The federal agency that controls more than $1 trillion in Medicare and Medicaid funding has moved to prevent nursing homes from forcing claims of elder abuse, sexual harassment and even wrongful death into the private system of justice known as arbitration.
An agency within the Health and Human Services Department on Wednesday issued a rule that bars any nursing home or assisted-living facility that receives federal funding from requiring that its residents resolve any disputes in arbitration, instead of court.
The rule, which would affect nursing homes with 1.5 million residents, promises to deliver major new protections.
Clauses embedded in the fine print of nursing home admissions contracts have pushed disputes about safety and the quality of care out of public view. The system has helped the nursing home industry reduce its legal costs, but it has stymied the families of nursing home residents from getting justice, even in the case of murder.
A case involving a 100-year-old woman who was found murdered in a nursing home, strangled by her roommate, was initially blocked from court. So was a case brought by the family of a 94-year-old woman who died at a nursing home in Murrysville, Pa., from a head wound. The cases were the subject of a front-page article in the New York Times last November.
"The sad reality is that today too many Americans must choose between forfeiting their legal rights and getting adequate medical care," Senator Patrick Leahy, a Democrat of Vermont, said in a statement on Wednesday.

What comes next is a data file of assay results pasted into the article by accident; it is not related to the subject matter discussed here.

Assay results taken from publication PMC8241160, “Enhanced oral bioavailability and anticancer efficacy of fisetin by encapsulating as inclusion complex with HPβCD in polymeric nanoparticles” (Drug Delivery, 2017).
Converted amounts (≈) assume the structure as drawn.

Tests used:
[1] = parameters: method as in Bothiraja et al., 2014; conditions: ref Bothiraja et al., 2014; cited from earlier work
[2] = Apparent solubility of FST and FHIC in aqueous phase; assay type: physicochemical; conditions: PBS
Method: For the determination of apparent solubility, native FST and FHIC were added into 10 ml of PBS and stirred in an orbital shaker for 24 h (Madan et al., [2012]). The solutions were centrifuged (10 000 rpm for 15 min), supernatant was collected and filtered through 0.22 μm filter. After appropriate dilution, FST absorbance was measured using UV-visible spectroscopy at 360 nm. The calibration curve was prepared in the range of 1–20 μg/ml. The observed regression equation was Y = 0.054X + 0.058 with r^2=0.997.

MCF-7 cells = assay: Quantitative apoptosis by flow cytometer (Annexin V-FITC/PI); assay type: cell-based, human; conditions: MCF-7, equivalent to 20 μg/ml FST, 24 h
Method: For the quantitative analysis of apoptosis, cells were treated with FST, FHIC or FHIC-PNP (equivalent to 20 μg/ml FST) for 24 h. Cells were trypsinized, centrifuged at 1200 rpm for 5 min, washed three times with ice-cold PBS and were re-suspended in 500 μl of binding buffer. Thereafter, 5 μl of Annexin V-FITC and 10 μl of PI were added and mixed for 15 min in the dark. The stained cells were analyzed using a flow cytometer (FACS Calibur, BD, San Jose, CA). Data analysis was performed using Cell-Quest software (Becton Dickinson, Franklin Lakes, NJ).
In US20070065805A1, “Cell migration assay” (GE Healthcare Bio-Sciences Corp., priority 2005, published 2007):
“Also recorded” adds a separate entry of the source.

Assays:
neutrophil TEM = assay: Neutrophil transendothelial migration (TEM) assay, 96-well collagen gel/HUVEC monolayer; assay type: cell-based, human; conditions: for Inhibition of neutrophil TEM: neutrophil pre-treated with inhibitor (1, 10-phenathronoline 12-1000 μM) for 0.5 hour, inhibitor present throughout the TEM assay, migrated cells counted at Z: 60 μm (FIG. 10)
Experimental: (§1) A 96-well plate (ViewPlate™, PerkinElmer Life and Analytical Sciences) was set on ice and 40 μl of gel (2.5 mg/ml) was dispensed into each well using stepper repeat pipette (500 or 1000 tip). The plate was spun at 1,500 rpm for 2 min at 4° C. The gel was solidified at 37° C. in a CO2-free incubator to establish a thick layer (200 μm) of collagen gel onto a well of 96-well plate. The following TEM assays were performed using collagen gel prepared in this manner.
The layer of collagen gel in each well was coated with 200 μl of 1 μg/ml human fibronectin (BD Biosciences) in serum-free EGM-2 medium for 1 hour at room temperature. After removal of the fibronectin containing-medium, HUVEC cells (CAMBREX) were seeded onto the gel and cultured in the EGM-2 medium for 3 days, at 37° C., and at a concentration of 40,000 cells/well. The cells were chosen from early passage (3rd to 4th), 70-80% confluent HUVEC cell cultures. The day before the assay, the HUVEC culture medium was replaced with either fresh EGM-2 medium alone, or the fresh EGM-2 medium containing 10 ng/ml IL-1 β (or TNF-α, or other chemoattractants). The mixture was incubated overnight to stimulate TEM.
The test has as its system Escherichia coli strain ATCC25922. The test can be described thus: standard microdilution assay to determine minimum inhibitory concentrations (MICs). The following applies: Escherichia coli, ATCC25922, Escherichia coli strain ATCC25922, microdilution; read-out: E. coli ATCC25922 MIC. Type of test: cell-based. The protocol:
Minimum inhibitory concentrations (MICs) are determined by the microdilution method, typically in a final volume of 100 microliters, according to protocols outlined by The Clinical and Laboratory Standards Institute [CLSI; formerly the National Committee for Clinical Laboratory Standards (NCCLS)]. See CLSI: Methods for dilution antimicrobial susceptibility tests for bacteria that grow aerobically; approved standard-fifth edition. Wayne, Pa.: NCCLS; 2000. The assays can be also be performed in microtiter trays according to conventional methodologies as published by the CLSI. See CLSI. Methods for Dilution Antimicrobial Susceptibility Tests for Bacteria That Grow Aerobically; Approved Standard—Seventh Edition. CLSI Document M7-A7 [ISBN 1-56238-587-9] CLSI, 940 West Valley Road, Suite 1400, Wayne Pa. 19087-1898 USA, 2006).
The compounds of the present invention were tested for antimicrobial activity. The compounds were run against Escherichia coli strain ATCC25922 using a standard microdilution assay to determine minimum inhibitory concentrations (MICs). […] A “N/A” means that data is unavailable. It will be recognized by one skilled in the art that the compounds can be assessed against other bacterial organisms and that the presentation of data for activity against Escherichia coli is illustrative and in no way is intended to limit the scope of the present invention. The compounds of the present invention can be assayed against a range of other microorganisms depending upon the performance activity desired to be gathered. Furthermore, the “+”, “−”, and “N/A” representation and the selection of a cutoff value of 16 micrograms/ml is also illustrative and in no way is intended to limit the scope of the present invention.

The nursing home industry reacted strongly against the change. Mark Parkinson, the president and chief executive of the American Health Care Association, a trade group, said in a statement on Wednesday that the change on arbitration "clearly exceeds" the agency's statutory authority and was "wholly unnecessary to protect residents' health and safety."
The new rule on arbitration came after officials in 16 states and the District of Columbia urged the government to cut off funding to nursing homes that use the clauses, arguing that arbitration kept patterns of wrongdoing hidden from prospective residents and their families.
With its decision, the Centers for Medicare and Medicaid Services, an agency under Health and Human Services, has restored a fundamental right of millions of elderly Americans across the country: their day in court.
It is the most significant overhaul of the agency's rules governing federal funding of long-term care facilities in more than two decades.
And the new rule is the latest effort by the Obama administration to rein in arbitration's parallel system of justice that was quietly built over more than a decade.